The production costs for a self-published book (cover design, interior layout, etc.) usually range between $2,500 and $5,000. The cost of printing 500 copies of a black and white, soft-cover book of about 200 pages is typically about $2 to $3 per copy. If you choose to go with a traditional publisher, the publisher will pay all of these costs.
Early in the writing process, we will help you plan for the marketing and distribution of your book. We have an excellent book marketing consultant on our team, and if desired, we will introduce you to others, so you can choose the best one for you. Be sure to budget an adequate amount for marketing.
From time to time, when I’m chatting with people about my ghostwriting services, I’ll be asked the question, “Is it ethical for you to do the writing while someone else puts his name on the cover of the book as the author?”
My answer is, “Yes, but the issue deserves a more thorough discussion.” Then, I’ll ask questions like the following:
A surprising number of people reply, “Everybody knows that politicians don’t write their own speeches, and I don’t think that’s unethical. But I didn’t know that some authors don’t write their own books. If an author puts his name on a book, don’t people have a right to expect that he actually wrote the book?”
That line of reasoning seems to suggest that the problem is one of awareness rather than ethics. The implication is that if more people were aware of ghostwriting, it wouldn’t seem so “deceptive.”
That’s a valid argument, but it oversimplifies a complex issue.
Ghostwriting really does raise some ethical concerns. And like so many complex issues, the answers aren’t always clear cut.
On one end of the spectrum, most people would agree that it is unethical for an author to put only his name of a book that a ghostwriter has substantially written. For example, it turns out that Bruce Wilkinson wasn’t the sole author of the Christian blockbuster, The Prayer of Jabez. David Kopp, an executive with Multnomah Publishers, made very substantial contributions. In fact, some might argue that Kopp actually wrote the book. But the byline “with David Kopp” was not added to the front cover until nine million copies had been sold. I’m glad that oversight was corrected.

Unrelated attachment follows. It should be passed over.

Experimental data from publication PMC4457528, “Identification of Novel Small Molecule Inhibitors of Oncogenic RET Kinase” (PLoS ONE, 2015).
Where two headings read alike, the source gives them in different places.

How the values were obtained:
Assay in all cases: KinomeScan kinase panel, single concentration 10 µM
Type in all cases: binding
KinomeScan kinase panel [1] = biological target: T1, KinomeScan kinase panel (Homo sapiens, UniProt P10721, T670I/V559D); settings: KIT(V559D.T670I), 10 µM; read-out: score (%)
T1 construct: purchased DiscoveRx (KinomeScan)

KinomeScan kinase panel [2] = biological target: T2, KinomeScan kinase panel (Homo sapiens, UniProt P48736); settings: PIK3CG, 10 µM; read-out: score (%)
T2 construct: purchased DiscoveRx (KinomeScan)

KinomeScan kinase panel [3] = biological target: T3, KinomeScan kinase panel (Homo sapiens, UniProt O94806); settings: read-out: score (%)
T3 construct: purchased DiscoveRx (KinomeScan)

On the other hand, when an author gives the ghostwriter practically all of the information for the book along with some writing guidance, I don’t think it’s unethical for him to keep the name of the ghostwriter in the background. Perhaps the ghostwriter deserves some recognition on the acknowledgments page for professionally presenting the author’s thoughts, but omitting a byline on the cover wouldn’t be inappropriate.
Some non-fiction authors feel (mistakenly, I believe) that giving their ghostwriter a “with” byline on the cover will reduce the effectiveness of their book as a marketing tool. They fear that sharing the spotlight will diminish their credibility as authorities in their field.
I respectfully disagree. Surveys have shown that acknowledging the ghostwriter does not diminish the credibility of the author. People know that executives are busy, and they expect them to leverage their talents. Hiring a ghostwriter is a smart business decision, not an admission of failure.
However, I don’t believe the same rules apply to fiction. Non-fiction authors are primarily presenting themselves as experts in their field, but fiction authors are primarily presenting themselves as authors. I think it’s smart for authors of fiction to enlist the services of editors, but wrong for them to turn the writing job over to ghostwriters.
Is ghostwriting ethical? Yes, but not always.
Yes! We’ll recommend one or more members of our team for you to interview, based on our knowledge of their strengths and your needs. After your interview(s), you will get to make the final decision.